Each time I trek to England I’m amazed by the number of religious ruins across the country, from Stonehenge to Fountains Abbey. I’m particularly struck by the abbeys. They retain the basic structures of cathedrals, but with a few items missing – like ceilings and walls. Walking on the grass that now serves as the floors for these immense, decaying structures, I imagine them at various times in history: filled with religious men and women in prayer and work; closed and stripped of valuables by a king’s edict; used as inspiration for the musings of Romantic poets; and now visited by many believers on pilgrimage.
On my latest journey I again found myself standing in the middle of one of these structures – the Priory on the Holy Island of Lindisfarne in the northeast. As usual I entered this space with a certain solemnity in my walk and gaze. Shortly afterwards I read a small pamphlet Jane Austen penned in 1791, “The History of England by a partial, prejudiced & ignorant Historian” in which she comments on ruins like these, and their reason for being.
The Crimes & Cruelties of this Prince [Henry the 8th], were too numerous to be mentioned & nothing can be said in his Vindication, but that his abolishing Religious houses & leaving them to the ruinous depredations of Time has been of infinite use to the Landscape of England in general, which probably was a principal motive for his doing it, since otherwise why should a Man who was of no Religion himself be at so much trouble to abolish one which had for Ages been established in the Kingdom?
With a jab of humor she intimates that the then growing appreciation for these structures as ruins had eclipsed the painful history behind them. Continuing to reflect along these lines, I wondered if these sites are visited more in their ruined state than they would be if they had continued as places of worship and ministry. Eventually some of them would have ‘naturally’ been left empty as religious orders decreased and congregations shrank. Instead of being ‘martyred’ for the fancies of a king, they would have been closed and forgotten. Without a story to tell, I would imagine that future generations would easily bypass them. Just another casualty of an ever changing society.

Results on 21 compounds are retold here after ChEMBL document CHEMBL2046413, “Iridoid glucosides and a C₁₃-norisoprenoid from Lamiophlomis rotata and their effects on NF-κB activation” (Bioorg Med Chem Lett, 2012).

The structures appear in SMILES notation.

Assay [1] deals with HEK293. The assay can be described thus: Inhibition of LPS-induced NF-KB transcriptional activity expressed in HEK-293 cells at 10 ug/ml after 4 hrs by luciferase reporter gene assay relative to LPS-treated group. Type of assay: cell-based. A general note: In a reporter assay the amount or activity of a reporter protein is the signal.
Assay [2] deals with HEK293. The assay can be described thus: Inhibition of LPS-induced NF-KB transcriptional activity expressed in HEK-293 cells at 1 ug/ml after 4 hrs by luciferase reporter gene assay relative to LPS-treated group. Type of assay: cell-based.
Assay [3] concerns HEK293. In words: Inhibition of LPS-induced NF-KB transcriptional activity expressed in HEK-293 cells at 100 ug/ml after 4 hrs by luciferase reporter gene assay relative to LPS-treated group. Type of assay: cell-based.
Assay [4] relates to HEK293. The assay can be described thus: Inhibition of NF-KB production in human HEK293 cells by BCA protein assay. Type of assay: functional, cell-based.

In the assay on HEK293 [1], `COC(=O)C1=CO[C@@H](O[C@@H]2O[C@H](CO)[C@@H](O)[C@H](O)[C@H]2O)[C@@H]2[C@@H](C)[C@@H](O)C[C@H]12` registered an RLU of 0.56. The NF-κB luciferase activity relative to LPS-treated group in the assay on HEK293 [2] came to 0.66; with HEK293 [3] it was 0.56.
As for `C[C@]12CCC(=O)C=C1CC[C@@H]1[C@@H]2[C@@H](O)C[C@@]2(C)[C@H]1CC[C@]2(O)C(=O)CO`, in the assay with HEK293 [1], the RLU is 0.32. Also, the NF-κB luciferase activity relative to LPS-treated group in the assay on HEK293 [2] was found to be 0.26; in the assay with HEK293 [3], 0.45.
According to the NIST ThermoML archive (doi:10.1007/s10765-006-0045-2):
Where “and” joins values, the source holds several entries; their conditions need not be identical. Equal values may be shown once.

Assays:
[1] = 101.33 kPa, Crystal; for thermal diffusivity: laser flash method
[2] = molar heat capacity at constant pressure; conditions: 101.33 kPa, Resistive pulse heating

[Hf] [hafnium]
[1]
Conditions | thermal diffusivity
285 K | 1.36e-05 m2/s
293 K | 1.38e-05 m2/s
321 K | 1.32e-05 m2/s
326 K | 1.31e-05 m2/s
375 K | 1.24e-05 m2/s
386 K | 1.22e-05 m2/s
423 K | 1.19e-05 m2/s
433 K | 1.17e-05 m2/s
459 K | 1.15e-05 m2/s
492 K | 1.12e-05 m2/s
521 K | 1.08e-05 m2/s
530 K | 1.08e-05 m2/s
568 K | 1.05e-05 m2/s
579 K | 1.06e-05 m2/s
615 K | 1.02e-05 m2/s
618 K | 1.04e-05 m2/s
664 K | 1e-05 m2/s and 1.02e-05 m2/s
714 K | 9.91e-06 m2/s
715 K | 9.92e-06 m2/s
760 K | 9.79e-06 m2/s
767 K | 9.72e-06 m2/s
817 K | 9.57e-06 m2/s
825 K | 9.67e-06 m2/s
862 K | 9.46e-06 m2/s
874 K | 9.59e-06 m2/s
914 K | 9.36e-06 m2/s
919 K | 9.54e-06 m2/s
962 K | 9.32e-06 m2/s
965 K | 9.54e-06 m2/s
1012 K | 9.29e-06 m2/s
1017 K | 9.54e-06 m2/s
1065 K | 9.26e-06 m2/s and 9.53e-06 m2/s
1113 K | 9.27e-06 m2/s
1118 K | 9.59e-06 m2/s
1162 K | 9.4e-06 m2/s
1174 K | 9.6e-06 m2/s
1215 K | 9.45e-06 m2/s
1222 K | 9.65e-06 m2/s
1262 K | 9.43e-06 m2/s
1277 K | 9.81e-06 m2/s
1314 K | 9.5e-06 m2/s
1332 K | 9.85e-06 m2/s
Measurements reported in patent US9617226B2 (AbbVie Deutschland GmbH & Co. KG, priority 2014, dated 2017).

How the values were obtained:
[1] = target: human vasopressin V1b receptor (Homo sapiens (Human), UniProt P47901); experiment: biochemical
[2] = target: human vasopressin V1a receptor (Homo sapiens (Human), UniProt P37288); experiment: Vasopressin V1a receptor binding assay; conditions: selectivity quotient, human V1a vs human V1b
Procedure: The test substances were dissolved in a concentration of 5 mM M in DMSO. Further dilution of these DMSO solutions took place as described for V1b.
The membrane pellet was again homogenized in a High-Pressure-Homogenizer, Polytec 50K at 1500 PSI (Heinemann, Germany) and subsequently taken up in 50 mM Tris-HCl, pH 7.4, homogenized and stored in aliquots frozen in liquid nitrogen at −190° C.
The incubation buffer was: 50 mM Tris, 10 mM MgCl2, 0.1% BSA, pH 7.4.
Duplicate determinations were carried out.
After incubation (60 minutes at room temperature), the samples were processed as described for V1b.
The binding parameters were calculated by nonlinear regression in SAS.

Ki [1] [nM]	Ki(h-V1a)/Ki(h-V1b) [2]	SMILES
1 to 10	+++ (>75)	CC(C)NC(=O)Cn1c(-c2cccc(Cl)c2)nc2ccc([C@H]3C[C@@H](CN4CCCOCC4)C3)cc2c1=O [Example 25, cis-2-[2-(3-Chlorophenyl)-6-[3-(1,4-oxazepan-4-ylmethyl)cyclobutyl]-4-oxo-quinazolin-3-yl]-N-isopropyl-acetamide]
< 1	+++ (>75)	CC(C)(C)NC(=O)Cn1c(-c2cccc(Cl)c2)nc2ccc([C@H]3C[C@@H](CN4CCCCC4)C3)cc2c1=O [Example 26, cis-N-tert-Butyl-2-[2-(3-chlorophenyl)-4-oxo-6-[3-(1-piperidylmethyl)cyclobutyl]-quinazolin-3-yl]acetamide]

Nevertheless these ruins are truly a part of the English landscape now, as Austen observes. Maybe for some visitors a significant piece of history is merely another well-placed tree. However, for many people the scaffolding of stones that remains allows them to infuse these places with meaning.
Before heading to Lindisfarne I spent time in Bath where I walked around and worshiped in Bath Abbey. Since 757 AD a Christian church has stood at this site. As with the dissolution of other monasteries it was closed down and stripped of all valuables in 1539. Yet, unlike some of the other abbeys, the Anglican Church eventually rebuilt it when in 1572 the son of Matthew Colthurst, who then owned the shell of the abbey, presented it the the citizens of Bath to use as a parish church. Since then it has undergone several significant renovations and is now a place of history, art, and a living congregation. The soaring stone vaulting above my head, the stained glass, and the art throughout helped direct the worship beyond my small self. I was rising up with the words spoken and sung for Evensong. However, the experience connecting with the holiness of God seemed to be contained within the space. Walking outside into the mass of tourists in front of the Roman Baths I was quickly brought back into my own frantic world.
Two days later at Lindisfarne Priory, where the walls are slowly crumbling and any soaring ceiling is long gone, I experienced a more organic interaction with the sacred and secular. As I and others walked around the land we saw the sky through openings where stained-glass once shared stories from the Bible; passed partial staircases that used to continue up to the second floor and a sleeping area; and touched crumbling walls that used to divide the spaces that separated monks and villagers. Here I recognized even more than at Bath the limits of humans on this earth in the erosion of this building. I saw the grandeur of God as my sight didn’t have a ceiling to limit the gaze upward. Unlike the abbey in Bath, there was no enclosed space that I entered or left. Instead there was a constant conversation between the building, the land, and the visitors. I found that in this space my internal reflections did not so quickly leave, as I continued to reflect on God’s majesty and humankind’s humility of which this place is evidence.
I, like Austen, would caution people to see these sites as more than pleasant landscapes to observe from a distance of time and space. Through their layers of story they provide means for people to stop; to recognize our own limits on this earth; perhaps to sense a different presence of God; and then to return to the temples of today with a more humble heart.